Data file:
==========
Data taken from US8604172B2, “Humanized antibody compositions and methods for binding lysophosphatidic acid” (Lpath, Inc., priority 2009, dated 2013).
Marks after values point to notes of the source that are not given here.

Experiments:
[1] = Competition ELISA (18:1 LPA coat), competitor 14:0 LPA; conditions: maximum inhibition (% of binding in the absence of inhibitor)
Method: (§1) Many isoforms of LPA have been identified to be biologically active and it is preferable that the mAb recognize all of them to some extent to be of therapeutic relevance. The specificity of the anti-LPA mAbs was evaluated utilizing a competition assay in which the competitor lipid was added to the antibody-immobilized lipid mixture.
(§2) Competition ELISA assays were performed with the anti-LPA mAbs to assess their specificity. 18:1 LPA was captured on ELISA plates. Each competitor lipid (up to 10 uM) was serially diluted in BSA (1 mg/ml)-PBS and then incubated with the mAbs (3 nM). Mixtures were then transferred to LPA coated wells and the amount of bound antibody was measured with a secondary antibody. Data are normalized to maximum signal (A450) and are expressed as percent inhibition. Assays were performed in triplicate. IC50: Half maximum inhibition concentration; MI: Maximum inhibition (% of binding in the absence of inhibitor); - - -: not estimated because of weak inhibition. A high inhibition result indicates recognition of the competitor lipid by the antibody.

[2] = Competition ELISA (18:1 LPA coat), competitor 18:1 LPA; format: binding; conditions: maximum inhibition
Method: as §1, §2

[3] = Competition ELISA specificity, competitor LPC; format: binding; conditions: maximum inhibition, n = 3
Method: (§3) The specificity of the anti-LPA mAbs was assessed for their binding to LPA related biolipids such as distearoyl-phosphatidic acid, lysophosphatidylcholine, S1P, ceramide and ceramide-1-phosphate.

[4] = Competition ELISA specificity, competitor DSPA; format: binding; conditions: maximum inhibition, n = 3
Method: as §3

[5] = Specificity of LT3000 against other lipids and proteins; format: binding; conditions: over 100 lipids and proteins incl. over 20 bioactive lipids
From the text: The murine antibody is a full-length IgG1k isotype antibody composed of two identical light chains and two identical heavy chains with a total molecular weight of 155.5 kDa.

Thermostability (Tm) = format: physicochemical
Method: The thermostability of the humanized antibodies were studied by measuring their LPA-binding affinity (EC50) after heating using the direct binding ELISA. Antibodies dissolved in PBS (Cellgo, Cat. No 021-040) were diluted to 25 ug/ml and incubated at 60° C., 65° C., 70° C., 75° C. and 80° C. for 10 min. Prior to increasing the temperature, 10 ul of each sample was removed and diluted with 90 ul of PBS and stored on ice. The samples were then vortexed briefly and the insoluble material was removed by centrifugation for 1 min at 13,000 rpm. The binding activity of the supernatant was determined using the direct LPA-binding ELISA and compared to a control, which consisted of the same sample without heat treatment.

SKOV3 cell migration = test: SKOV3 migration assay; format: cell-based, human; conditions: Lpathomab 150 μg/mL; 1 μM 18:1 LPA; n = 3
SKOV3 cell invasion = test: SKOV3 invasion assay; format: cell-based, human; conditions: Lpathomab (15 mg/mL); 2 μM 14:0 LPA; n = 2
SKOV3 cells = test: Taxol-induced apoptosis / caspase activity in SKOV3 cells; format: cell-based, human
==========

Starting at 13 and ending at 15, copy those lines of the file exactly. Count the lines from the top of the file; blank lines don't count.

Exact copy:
[5] = Specificity of LT3000 against other lipids and proteins; format: binding; conditions: over 100 lipids and proteins incl. over 20 bioactive lipids
From the text: The murine antibody is a full-length IgG1k isotype antibody composed of two identical light chains and two identical heavy chains with a total molecular weight of 155.5 kDa.

Thermostability (Tm) = format: physicochemical